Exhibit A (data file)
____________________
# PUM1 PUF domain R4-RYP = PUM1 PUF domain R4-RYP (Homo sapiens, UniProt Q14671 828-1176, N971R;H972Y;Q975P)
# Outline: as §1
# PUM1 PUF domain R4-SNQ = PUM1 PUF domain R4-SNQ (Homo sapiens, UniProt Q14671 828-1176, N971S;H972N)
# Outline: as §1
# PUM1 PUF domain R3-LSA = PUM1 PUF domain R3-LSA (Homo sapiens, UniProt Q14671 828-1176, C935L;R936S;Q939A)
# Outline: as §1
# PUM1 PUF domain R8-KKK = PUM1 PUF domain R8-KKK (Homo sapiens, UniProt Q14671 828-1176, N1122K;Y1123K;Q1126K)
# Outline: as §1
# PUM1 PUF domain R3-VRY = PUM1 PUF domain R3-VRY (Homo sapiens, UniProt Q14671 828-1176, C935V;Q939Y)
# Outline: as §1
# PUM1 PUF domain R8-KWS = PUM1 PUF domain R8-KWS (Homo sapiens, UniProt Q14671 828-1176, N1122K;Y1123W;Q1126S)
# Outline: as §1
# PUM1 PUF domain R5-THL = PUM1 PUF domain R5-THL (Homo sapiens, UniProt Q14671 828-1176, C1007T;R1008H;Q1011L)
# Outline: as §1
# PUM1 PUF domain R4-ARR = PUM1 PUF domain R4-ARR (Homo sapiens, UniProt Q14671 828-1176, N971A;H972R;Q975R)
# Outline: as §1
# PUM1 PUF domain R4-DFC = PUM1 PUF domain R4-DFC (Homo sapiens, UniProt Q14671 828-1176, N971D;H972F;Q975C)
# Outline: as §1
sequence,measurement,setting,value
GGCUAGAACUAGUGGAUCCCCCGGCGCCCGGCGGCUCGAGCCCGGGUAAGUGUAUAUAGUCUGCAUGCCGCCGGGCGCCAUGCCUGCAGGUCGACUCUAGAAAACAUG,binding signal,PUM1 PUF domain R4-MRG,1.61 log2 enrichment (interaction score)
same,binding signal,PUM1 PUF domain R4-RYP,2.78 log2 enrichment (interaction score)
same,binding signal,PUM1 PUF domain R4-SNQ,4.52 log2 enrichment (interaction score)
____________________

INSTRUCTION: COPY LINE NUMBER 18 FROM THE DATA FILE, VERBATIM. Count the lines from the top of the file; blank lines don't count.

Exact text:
# Outline: as §1